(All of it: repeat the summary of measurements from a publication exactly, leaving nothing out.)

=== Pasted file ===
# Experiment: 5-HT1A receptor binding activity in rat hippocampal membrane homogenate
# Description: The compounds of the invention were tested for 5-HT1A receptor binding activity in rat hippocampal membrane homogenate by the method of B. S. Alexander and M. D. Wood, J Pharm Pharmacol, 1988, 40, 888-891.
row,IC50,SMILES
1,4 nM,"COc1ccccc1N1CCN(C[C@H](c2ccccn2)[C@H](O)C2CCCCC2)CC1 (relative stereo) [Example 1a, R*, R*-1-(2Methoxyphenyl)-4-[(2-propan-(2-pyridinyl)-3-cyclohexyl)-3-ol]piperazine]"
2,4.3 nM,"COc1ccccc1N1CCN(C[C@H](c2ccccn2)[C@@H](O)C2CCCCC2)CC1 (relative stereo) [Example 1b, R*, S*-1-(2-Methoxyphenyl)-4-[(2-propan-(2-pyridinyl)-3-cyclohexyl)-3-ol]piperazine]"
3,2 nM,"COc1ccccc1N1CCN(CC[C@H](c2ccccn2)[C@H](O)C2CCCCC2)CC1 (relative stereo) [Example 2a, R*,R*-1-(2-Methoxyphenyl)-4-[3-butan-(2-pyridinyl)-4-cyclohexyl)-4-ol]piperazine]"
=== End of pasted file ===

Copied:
# Experiment: 5-HT1A receptor binding activity in rat hippocampal membrane homogenate
# Description: The compounds of the invention were tested for 5-HT1A receptor binding activity in rat hippocampal membrane homogenate by the method of B. S. Alexander and M. D. Wood, J Pharm Pharmacol, 1988, 40, 888-891.
row,IC50,SMILES
1,4 nM,"COc1ccccc1N1CCN(C[C@H](c2ccccn2)[C@H](O)C2CCCCC2)CC1 (relative stereo) [Example 1a, R*, R*-1-(2Methoxyphenyl)-4-[(2-propan-(2-pyridinyl)-3-cyclohexyl)-3-ol]piperazine]"
2,4.3 nM,"COc1ccccc1N1CCN(C[C@H](c2ccccn2)[C@@H](O)C2CCCCC2)CC1 (relative stereo) [Example 1b, R*, S*-1-(2-Methoxyphenyl)-4-[(2-propan-(2-pyridinyl)-3-cyclohexyl)-3-ol]piperazine]"
3,2 nM,"COc1ccccc1N1CCN(CC[C@H](c2ccccn2)[C@H](O)C2CCCCC2)CC1 (relative stereo) [Example 2a, R*,R*-1-(2-Methoxyphenyl)-4-[3-butan-(2-pyridinyl)-4-cyclohexyl)-4-ol]piperazine]"